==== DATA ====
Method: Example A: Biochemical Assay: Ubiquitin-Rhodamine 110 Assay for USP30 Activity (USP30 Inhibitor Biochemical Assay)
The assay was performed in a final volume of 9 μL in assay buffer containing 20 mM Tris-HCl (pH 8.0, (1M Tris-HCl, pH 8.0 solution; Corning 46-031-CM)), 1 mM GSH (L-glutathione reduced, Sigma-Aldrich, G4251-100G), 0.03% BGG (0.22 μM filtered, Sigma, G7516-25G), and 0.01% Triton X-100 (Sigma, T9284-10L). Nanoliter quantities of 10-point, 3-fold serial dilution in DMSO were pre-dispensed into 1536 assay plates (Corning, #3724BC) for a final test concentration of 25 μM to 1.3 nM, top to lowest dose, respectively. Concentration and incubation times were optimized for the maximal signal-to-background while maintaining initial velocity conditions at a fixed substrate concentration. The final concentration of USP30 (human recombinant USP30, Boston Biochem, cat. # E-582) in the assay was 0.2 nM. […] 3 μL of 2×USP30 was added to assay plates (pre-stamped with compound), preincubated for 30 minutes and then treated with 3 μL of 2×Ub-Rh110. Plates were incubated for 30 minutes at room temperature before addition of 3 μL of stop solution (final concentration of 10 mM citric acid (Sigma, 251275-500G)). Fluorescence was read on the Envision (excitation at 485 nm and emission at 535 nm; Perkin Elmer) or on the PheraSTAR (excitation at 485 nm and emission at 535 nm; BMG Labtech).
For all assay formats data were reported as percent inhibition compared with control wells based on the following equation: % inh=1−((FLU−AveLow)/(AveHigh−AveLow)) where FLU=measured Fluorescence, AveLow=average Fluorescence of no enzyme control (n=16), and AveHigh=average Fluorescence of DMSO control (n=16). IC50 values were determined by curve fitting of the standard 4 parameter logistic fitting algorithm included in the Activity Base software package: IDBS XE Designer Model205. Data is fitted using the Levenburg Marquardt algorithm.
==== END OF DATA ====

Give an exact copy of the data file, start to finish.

Method: Example A: Biochemical Assay: Ubiquitin-Rhodamine 110 Assay for USP30 Activity (USP30 Inhibitor Biochemical Assay)
The assay was performed in a final volume of 9 μL in assay buffer containing 20 mM Tris-HCl (pH 8.0, (1M Tris-HCl, pH 8.0 solution; Corning 46-031-CM)), 1 mM GSH (L-glutathione reduced, Sigma-Aldrich, G4251-100G), 0.03% BGG (0.22 μM filtered, Sigma, G7516-25G), and 0.01% Triton X-100 (Sigma, T9284-10L). Nanoliter quantities of 10-point, 3-fold serial dilution in DMSO were pre-dispensed into 1536 assay plates (Corning, #3724BC) for a final test concentration of 25 μM to 1.3 nM, top to lowest dose, respectively. Concentration and incubation times were optimized for the maximal signal-to-background while maintaining initial velocity conditions at a fixed substrate concentration. The final concentration of USP30 (human recombinant USP30, Boston Biochem, cat. # E-582) in the assay was 0.2 nM. […] 3 μL of 2×USP30 was added to assay plates (pre-stamped with compound), preincubated for 30 minutes and then treated with 3 μL of 2×Ub-Rh110. Plates were incubated for 30 minutes at room temperature before addition of 3 μL of stop solution (final concentration of 10 mM citric acid (Sigma, 251275-500G)). Fluorescence was read on the Envision (excitation at 485 nm and emission at 535 nm; Perkin Elmer) or on the PheraSTAR (excitation at 485 nm and emission at 535 nm; BMG Labtech).
For all assay formats data were reported as percent inhibition compared with control wells based on the following equation: % inh=1−((FLU−AveLow)/(AveHigh−AveLow)) where FLU=measured Fluorescence, AveLow=average Fluorescence of no enzyme control (n=16), and AveHigh=average Fluorescence of DMSO control (n=16). IC50 values were determined by curve fitting of the standard 4 parameter logistic fitting algorithm included in the Activity Base software package: IDBS XE Designer Model205. Data is fitted using the Levenburg Marquardt algorithm.